|Frances McMorris,Lorie Konish|
Despite SIFMA’s public statements that it supports a uniform fiduciary rule for all advisors, the
In a strongly worded letter to the
“SIFMA’s views are not supportable and would make a mockery of the fiduciary standard,” the Institute stated in its
SIFMA wants “want to use the word fiduciary but when you look at the essence of it, it comes up short,” Rostad said in a telephone interview. During the last two weeks, members of the Institute have had four meetings with
Under a fiduciary standard, an advisor is required to put the best interests of the clients first and provide disinterested advice. Under a suitability standard, which many brokers now adhere to, an advisor must recommend products that are suitable for a particular client.
Meanwhile at SIFMA’s most recent
But Rostad and the Institute argue that SIFMA’s view of a fiduciary standard is different from the one that regulators and investor groups support and that stems from the Dodd-Frank Act and the Investment Advisers Act of 1940 that govern investment advisers.
In fact, in SIFMA’s
In SIFMA’s letter from nearly a year ago, it also stated: “it would not be in the best interest of retail customers, because it would negatively impact choice, product access and affordability of customer services. It would also be problematic for broker-dealers from a commercial, legal, compliance, and supervisory perspective.”
However, the Institute in its recent letter stated: “The Dodd-Frank Act provides that the sale of proprietary or other limited range of products, ‘shall not, in and of itself, be considered a violation of such standard.’ The language merely means that proprietary or a limited-range of products, as a class; do not per-se breach the fiduciary standard. This language does not, however, support the notion that moving to a fiduciary standard should have no impact whatsoever on the sale of proprietary products, on the sale of a limited range of products, or the sale of any product that involves a conflict of interest.”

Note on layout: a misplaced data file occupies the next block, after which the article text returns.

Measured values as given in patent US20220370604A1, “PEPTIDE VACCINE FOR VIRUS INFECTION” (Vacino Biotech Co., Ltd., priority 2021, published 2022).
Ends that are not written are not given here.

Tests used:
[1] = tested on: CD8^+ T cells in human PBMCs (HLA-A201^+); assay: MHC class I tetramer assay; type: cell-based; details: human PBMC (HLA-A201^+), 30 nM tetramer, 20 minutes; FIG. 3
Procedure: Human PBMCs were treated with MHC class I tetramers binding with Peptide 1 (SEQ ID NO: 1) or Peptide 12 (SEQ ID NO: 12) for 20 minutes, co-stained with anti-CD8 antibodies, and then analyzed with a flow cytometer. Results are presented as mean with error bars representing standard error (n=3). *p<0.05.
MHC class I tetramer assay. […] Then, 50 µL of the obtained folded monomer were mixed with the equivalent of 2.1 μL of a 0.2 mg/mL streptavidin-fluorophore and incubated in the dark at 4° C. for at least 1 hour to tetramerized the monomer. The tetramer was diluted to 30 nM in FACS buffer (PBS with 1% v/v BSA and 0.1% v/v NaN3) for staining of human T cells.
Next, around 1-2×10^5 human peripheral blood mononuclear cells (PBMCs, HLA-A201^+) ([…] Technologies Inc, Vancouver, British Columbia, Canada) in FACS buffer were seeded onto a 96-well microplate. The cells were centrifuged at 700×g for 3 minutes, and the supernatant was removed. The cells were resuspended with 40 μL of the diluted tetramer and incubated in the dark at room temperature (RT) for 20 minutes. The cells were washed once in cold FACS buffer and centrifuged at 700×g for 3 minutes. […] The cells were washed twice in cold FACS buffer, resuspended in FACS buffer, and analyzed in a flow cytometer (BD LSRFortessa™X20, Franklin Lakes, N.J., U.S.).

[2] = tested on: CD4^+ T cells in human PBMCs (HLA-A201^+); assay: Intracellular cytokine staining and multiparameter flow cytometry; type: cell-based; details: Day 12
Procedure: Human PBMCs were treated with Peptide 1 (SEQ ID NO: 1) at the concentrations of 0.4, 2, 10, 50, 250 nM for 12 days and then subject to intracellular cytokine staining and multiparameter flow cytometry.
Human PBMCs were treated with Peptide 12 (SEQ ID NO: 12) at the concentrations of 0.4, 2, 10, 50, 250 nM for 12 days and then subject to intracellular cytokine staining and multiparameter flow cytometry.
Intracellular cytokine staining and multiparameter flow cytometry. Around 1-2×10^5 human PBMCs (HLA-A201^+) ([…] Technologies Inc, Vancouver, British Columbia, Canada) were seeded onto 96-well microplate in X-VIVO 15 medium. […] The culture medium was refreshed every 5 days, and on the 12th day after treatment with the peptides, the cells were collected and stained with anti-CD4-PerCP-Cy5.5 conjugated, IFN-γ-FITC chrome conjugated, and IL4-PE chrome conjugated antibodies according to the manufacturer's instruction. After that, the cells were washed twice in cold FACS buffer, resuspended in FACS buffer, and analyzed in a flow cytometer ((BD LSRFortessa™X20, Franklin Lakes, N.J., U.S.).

The Institute added that SIFMA’s position “appears to reflect a position that suitable product recommendations suffice, and that a fiduciary ‘due care’ screening and investment selection process to meet the ‘best interest’ standard is not required.”
The Institute, in its letter, also criticized SIFMA’s position when it comes to conflicts of interests, saying that the trade group prefers that brokers only disclose conflicts rather than avoid them altogether. “At its core, SIFMA, it appears, unabashedly champions the benefits of conflicted advice. SIFMA’s stance on conflicts is hard to reconcile with investors’ best interests. . .While there is no question that advisors are permitted to choose to either eliminate or to disclose conflicts, there is also no ambiguity which option the
In the telephone interview with
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